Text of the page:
The remains of three bodies, one of them an infant, one of them a child, are found in an old house close to Manchester University. The house used to be a care home for teenage boys and Detective Superintendent Jeff Barton and his team uncover a history of brutality and abuse. But what is the link between that and the three bodies? The investigation leads to the former manager of the care home and his wife who are traced to a villa in Spain. The twisted secrets and lies of the family are exposed and Jeff, who is a single Dad following the death of his wife and who balances a demanding job with the care of his five year-old son Toby, begins to see what nobody else can. A determined and audacious plan by a former resident of the home, a former victim of the abuse, who is now hellbent on revenge. And if he’s right then Jeff and his team have to act quickly before justice is taken out of their hands.
THE AUTHOR BIO
David was born in Derby, England and has lived all over the UK but now he divides his time between Paris, where his partner John lives, and the northwest of England. In 2009 he left an almost thirty year career in the airline industry to pursue his lifelong dream of becoming a writer of crime fiction and ‘Sorceror’ is his seventh book, the first in a series set in Manchester and featuring Detective Superintendent Jeff Barton. He’s now working on the second which he hopes to release in spring 2014. When he isn’t writing he teaches English to Russian students, he works for a Brussels-based consultancy advising the UK transport industry, and he’s an activist and events organiser for the Labour party. He takes a keen interest in current and international affairs, he’s into all the arts of literature, film, TV, music, and theatre, and he’s an avid fan of American singer/songwriter Stevie Nicks. He also loves Indian food and the odd glass of red wine or three!
THE GUEST POST
I blame Val McDermid for everything! I’d been procrastinating for centuries about becoming a writer, boring my friends stupid with endless talk about how I was going to do it one day. They would fall asleep listening to me and occasionally get rather cross and tell me to ‘get on with it then!’. I needed a push. I needed someone to open that door inside my head and let it all come flooding out.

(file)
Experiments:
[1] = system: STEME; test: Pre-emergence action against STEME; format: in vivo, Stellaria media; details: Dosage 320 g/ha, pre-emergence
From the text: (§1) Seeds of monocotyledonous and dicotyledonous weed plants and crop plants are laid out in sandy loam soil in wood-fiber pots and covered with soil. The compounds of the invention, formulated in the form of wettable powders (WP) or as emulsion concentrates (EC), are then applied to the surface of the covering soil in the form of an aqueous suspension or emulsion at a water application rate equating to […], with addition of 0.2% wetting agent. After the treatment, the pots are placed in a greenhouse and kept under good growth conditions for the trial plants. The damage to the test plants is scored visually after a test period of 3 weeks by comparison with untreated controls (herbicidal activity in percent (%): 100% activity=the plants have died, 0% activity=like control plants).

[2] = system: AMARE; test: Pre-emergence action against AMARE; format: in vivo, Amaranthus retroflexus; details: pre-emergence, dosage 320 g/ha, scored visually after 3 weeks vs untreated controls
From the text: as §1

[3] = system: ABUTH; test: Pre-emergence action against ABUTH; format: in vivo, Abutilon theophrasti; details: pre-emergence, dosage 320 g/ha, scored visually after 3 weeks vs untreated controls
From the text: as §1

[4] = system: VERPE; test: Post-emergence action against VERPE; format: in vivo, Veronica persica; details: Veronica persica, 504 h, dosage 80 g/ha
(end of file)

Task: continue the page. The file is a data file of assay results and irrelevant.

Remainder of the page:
Then one day I had to take a long train journey and in the days before e-reader’s I stocked up with a couple of paperbacks. One of them was ‘The Mermaid’s Singing’ by Val McDermid. I started to read it and it not only gripped me and took up residence in my imagination, but it inspired me. It was a different kind of crime novel from anything I’d read before and although it’s pretty gruesome in places( I got some very strange looks on the train when I shivered at some of the scenes) it also gave me an understanding of the kind of writer I wanted to be. Then I read ‘A Place of Execution’ by Val and by the end of that I was emotionally committed to writing and to entertaining people through good storytelling and believable characters.
My first attempt after many different drafts became a book called ‘The Wild Heart’. I knew I wanted to write fiction that was edgy and challenging and because I wanted to be known as a crime fiction writer I thought it would be best to come up with a series of books featuring one character. That led to me writing three books featuring the character of DCI Sara Hoyland who’s a thirty-something woman who likes wine, men, and sex as well as being a bloody good police officer. Another stand alone book and a collection of short stories later, I found myself writing the fourth in the Sara Hoyland series. But I wasn’t comfortable with it. It didn’t seem like Sara’s kind of story. That’s when I came up with the new detective of Jeff Barton and the story of ‘Sorceror’ suddenly started to make perfect sense.
‘Sorceror’ asks the reader to take their mind into some pretty dark territory but it is a compelling story and one which launches the character of Jeff Barton in a way which I hope people will connect with and have their own ideas about how he will develop over subsequent books in the series. One of the reasons I chose to write in the crime fiction genre was because it allows me as a writer to tell stories that include social commentary and that cover the kinds of issues that are important to people and that they have opinions about. In ‘Sorceror’ the evil deeds committed appear to have gone unanswered until someone takes matters into their own hands. One of the thrills I get when I’m writing is when I put those twists into the story that I know will turn people’s picture of where the story is going on it’s head. There are some good twists in ‘Sorceror’ which I hope make it an entertaining read. I really hope you enjoy the story and in the process you get to know Detective Superintendent Jeff Barton as well as I do.
And it’s all Val McDermid’s fault!